When Heraclitus of Ephesus said “The only thing that is constant is change” (for the Gifted & Talented among you, what he actually said was, “All is flux,” which has been translated in a multitude of different ways since 475 BC), he was likely not specifically referring to the New York City Gifted & Talented school system.
Yet, the observation is still applicable. When NYC G&T placements for 2016 were released last week, parents learned that fewer children had been offered spots than ever before. The reason for that was not that, all of a sudden, NYC was less awash with gifted and talented children. In fact, more qualified than ever.
The change came from the fact that, in the past, schools would over-offer places on the mathematical assumption that a certain number of families would turn them down. They did not want to end up with an under-subscribed class. This happened, for instance, in 2013, and despite available seats and interested parents, the Department of Education refused to fill the empty slots.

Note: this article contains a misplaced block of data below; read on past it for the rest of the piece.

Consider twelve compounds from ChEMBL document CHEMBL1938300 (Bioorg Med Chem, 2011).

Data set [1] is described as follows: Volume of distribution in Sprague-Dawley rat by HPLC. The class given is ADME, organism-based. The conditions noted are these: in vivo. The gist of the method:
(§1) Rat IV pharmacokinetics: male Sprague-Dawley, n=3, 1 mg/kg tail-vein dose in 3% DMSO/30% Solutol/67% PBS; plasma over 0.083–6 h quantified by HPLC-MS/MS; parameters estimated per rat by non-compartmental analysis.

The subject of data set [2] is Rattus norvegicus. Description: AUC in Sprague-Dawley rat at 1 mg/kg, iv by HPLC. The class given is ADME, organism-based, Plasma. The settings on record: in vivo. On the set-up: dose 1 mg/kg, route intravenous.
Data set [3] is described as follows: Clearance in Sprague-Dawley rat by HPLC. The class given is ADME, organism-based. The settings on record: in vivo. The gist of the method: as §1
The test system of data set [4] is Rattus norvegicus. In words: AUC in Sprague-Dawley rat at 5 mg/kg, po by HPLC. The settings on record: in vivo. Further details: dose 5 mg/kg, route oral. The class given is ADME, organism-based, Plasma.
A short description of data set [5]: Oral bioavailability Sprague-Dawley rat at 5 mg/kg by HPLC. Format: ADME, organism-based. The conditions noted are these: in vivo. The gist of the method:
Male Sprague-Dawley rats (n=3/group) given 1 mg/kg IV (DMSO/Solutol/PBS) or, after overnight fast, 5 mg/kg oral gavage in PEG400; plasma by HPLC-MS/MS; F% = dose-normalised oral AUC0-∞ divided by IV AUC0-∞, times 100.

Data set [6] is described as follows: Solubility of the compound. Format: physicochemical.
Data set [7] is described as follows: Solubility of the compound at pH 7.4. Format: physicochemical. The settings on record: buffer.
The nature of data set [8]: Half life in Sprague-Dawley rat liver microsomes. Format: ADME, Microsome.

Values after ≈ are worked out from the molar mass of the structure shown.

Previously, placement in G&T programs was centralized through the DOE. This year, schools will be allowed to manage their own wait-lists, which is why offers were only extended for available seats.
That means that this year’s G&T process will be more similar to the overall Kindergarten process, where parents who receive an offer to any school other than their first choice (or no offer at all) are automatically wait-listed at all the schools they ranked ahead of the school they did get, and are encouraged to contact the school directly. This, of course, raises the question of whether these wait-lists will be as haphazardly managed as the other ones, where being persistent and knowing someone at the school allows for queue jumping.
For more about how to manage a wait-list for both G&T and General Ed public schools, listen to this mom’s experience, here.
To learn about prepping your child for G&T testing now that the competition is greater than ever, click here.
And for upcoming FREE workshops to help you make a battle-plan for next year’s application season, go here.